Wednesday, May 8, 2013

Book Review: Daughter of Smoke and Bone by: Lani Taylor

Title: Daughter of Smoke & Bone (Daughter of Smoke & Bone #1)
Author: Lani Taylor
Release Date: September 27th, 2011
Publisher: Little, Brown Books for Young Readers
Page Count: 448
Source: Bought
Rating: ★★★★★

Around the world, black handprints are appearing on doorways, scorched there by winged strangers who have crept through a slit in the sky. In a dark and dusty shop, a devil's supply of human teeth grown dangerously low. And in the tangled lanes of Prague, a young art student is about to be caught up in a brutal otherwordly war.

Meet Karou. She fills her sketchbooks with monsters that may or may not be real; she's prone to disappearing on mysterious "errands"; she speaks many languages--not all of them human; and her bright blue hair actually grows out of her head that color. Who is she? That is the question that haunts her, and she's about to find out.

When one of the strangers--beautiful, haunted Akiva--fixes his fire-colored eyes on her in an alley in Marrakesh, the result is blood and starlight, secrets unveiled, and a star-crossed love whose roots drink deep of a violent past. But will Karou live to regret learning the truth about herself? -GoodReads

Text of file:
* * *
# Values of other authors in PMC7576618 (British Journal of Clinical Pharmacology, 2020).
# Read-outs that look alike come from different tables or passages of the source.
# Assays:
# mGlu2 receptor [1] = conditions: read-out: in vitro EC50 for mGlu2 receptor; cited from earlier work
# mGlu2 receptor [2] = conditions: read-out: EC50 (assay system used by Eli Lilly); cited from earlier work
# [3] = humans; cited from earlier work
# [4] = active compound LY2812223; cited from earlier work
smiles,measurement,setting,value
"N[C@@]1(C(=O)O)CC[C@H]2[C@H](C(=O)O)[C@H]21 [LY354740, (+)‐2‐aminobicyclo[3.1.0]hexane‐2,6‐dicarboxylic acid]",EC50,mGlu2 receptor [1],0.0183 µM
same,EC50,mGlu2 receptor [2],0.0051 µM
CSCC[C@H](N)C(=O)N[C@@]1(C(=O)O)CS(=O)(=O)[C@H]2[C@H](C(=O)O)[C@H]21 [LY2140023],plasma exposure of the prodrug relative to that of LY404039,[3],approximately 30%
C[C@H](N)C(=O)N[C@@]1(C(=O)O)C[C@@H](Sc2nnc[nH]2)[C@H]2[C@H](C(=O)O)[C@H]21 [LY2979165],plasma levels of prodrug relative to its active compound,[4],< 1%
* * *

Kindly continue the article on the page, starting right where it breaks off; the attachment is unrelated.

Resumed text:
If I could live anywhere ever it would be the setting of this book. Lani Taylor has created such a seductively magical world that I felt myself longing to return back to in after I had put the book down and returned to normal life. With its hidden passages to another world and old time pre/post war Prague setting, this story is an artist dream come true.

I felt a kindred spirit with that of Karou, the wildly curious protagonist, who has spent her life, as much as she can remember, running errands for a Wishmonger named Brimstone. It was a thrill to travel the world and learn her story along the way. It’s not however until the appearance of the enthralling Akiva that our heroine starts to learn the truth about herself and her origins.

Never has a story of love and hate been more beautifully told since Shakespeare’s Romeo and Juliet.

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